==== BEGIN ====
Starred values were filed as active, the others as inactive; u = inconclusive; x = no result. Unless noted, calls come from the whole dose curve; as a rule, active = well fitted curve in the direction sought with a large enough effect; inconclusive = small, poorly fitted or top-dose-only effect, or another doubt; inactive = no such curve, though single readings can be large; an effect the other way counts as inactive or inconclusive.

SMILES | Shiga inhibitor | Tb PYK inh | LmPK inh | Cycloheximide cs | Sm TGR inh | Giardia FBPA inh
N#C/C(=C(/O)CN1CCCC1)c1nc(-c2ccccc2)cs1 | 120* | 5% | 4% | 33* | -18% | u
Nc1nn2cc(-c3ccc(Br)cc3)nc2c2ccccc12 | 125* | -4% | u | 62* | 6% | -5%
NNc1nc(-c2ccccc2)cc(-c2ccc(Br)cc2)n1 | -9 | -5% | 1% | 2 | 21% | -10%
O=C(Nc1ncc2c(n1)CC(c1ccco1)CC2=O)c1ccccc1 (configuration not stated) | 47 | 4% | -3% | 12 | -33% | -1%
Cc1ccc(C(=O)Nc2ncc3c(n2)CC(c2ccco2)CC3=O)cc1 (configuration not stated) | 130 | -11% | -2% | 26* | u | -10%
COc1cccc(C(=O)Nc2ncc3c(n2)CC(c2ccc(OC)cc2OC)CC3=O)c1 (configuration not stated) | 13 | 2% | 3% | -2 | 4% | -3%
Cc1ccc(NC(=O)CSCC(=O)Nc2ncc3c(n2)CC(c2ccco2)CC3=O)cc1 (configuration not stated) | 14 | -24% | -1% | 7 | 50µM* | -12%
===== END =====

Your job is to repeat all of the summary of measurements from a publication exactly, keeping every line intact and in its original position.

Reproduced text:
Starred values were filed as active, the others as inactive; u = inconclusive; x = no result. Unless noted, calls come from the whole dose curve; as a rule, active = well fitted curve in the direction sought with a large enough effect; inconclusive = small, poorly fitted or top-dose-only effect, or another doubt; inactive = no such curve, though single readings can be large; an effect the other way counts as inactive or inconclusive.

SMILES | Shiga inhibitor | Tb PYK inh | LmPK inh | Cycloheximide cs | Sm TGR inh | Giardia FBPA inh
N#C/C(=C(/O)CN1CCCC1)c1nc(-c2ccccc2)cs1 | 120* | 5% | 4% | 33* | -18% | u
Nc1nn2cc(-c3ccc(Br)cc3)nc2c2ccccc12 | 125* | -4% | u | 62* | 6% | -5%
NNc1nc(-c2ccccc2)cc(-c2ccc(Br)cc2)n1 | -9 | -5% | 1% | 2 | 21% | -10%
O=C(Nc1ncc2c(n1)CC(c1ccco1)CC2=O)c1ccccc1 (configuration not stated) | 47 | 4% | -3% | 12 | -33% | -1%
Cc1ccc(C(=O)Nc2ncc3c(n2)CC(c2ccco2)CC3=O)cc1 (configuration not stated) | 130 | -11% | -2% | 26* | u | -10%
COc1cccc(C(=O)Nc2ncc3c(n2)CC(c2ccc(OC)cc2OC)CC3=O)c1 (configuration not stated) | 13 | 2% | 3% | -2 | 4% | -3%
Cc1ccc(NC(=O)CSCC(=O)Nc2ncc3c(n2)CC(c2ccco2)CC3=O)cc1 (configuration not stated) | 14 | -24% | -1% | 7 | 50µM* | -12%